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New figures have been released, which reveal over 250 incidents a week have been recorded by people messing about on the railway – taking short-cuts, capturing photos and even ‘train surfing’ – sometimes with tragic consequences. Young people (under 18) make up one of the largest categories, responsible for a third of all cases.
Allan Spence, Head of Passenger and Public Safety at Network Rail, said: “Children, and adults alike, continue to risk their lives by going onto the track and it has to stop. Every day we see over three dozen incidents and each one could be a potential catastrophe leading to life-changing injuries or even death. Sport is a powerful vehicle for communicating with this hard-to-reach audience, so by working in partnership with these sports charities we hope to be able to reach children and teens in those communities most at risk with this incredibly important safety message.”
The ‘You vs. Train’ campaign launched last year by the rail industry and British Transport Police saw incidents involving children reduce by 12 per cent, but young people continue to put themselves at high risk. Responding to the continued problem, the industry’s railway trespass group has this year launched a new phase of the ‘You vs. Train’ campaign, forming partnerships with the English Football League Trust and StreetGames to drive the rail safety message directly to hard-to-reach young people.
At the heart of the issue is a lack of understanding and awareness of the risks. Research undertaken amongst teenagers last year found that, while most are aware that the railway is a dangerous place, most of them don’t realise quite how dangerous it is or the specific dangers they face when they step on the track.
BTP Assistant Chief Constable Robin Smith, said: “The lack of knowledge about the potential dangers seems to be why young people choose the tracks as a place to take risks, so our main focus is on providing much-needed education. By working closely with The EFL Trust and StreetGames, it will give us the best possible chance of ensuring that the message resonates where it is most needed.”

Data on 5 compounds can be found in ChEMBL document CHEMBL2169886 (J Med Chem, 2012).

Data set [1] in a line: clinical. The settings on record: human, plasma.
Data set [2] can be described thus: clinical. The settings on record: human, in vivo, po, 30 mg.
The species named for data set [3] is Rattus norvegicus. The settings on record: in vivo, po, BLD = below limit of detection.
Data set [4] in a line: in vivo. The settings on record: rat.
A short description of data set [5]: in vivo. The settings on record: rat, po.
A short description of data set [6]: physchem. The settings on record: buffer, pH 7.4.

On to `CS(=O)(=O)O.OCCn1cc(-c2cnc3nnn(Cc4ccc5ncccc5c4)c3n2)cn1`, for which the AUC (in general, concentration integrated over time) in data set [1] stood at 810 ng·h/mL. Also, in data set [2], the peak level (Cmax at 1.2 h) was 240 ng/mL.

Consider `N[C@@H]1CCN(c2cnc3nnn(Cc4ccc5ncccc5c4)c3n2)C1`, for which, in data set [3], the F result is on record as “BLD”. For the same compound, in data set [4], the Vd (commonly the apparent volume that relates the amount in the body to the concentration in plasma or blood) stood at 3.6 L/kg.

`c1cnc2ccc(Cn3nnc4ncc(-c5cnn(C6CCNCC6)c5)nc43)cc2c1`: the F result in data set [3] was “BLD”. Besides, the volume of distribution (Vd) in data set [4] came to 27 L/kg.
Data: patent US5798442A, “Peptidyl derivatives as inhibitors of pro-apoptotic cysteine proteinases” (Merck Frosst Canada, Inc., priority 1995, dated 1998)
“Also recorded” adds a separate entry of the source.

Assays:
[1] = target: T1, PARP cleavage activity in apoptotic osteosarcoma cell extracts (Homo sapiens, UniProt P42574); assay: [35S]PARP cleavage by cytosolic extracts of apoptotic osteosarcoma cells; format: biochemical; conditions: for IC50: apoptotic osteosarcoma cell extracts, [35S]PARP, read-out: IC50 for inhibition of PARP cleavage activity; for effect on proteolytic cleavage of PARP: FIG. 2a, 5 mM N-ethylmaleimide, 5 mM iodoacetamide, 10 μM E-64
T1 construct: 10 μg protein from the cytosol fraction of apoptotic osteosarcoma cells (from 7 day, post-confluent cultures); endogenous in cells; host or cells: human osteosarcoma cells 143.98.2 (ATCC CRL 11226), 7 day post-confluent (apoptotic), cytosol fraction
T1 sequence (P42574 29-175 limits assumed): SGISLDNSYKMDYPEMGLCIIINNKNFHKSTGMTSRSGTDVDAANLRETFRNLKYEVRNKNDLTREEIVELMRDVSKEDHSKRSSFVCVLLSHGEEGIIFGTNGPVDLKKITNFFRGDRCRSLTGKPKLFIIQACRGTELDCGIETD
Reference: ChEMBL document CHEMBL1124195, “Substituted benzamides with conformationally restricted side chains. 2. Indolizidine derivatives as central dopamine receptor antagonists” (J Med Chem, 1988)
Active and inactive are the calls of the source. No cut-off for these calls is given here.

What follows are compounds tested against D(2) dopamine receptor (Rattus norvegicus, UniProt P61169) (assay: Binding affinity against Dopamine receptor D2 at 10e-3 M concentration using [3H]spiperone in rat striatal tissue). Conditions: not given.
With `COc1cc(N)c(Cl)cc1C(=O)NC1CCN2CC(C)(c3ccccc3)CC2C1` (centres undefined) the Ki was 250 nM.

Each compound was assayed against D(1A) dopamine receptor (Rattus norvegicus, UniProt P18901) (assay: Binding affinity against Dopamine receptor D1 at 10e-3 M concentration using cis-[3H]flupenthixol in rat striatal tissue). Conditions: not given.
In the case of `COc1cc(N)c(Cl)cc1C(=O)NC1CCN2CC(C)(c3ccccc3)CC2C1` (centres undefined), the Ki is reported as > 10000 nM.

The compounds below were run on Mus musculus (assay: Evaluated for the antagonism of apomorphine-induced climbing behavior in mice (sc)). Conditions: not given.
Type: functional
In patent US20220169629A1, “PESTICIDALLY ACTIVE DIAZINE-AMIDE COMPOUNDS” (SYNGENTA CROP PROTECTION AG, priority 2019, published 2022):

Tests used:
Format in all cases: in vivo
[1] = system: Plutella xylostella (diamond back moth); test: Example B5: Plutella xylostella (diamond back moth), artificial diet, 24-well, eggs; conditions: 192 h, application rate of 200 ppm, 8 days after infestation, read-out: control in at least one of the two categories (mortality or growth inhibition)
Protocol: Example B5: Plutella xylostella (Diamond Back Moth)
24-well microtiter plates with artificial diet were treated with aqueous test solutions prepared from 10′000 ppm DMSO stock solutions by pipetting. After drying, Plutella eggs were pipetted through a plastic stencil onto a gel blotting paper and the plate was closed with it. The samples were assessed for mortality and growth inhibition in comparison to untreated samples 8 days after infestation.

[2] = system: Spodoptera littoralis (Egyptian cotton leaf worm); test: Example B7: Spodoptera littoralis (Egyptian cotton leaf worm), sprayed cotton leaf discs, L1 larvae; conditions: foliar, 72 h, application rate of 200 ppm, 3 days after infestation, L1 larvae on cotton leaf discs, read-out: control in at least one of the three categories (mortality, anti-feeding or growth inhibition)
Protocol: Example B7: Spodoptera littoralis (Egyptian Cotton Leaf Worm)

The EFL Trust is the official charity of the English Football League and StreetGames is a charity that supports a network of local projects that operate in the most disadvantaged communities. Both organisations harness the power of sport to educate, engage and encourage positive change for the lives of disadvantaged young people.
Mike Evans, Director of Operations at The EFL Trust, said: “Bringing about positive change in the community is at the very core of The EFL Trust’s values. Football can be an enormous force for good and have a profoundly positive impact on communities – so we are looking forward to helping tackle this issue in those areas where children and young people are particularly vulnerable.”
Stuart Felce, StreetGames Head of Community Safety, said: “We were alarmed to hear how many young people unintentionally risk their lives on the railway every year. The network of StreetGames projects work closely with young people from disadvantaged communities every day and so are perfectly placed to help deliver this safety message in a way that we hope will resonate.”
As well as reaching children and teens via The EFL Trust and StreetGames, community engagement managers from across Network Rail, BTP and Train Operating Companies will be out teaching thousands of young people about railway safety.
A new film highlighting the hidden dangers of the railway will also be launched across social media alongside new content telling the story of Tom – a young boy who suffered life-changing injuries in 2014 when he was electrocuted by the overhead power cables – and his family, to illustrate the life-changing impact that the accident has had on them.
This article first appeared on www.globalrailwayreview.com
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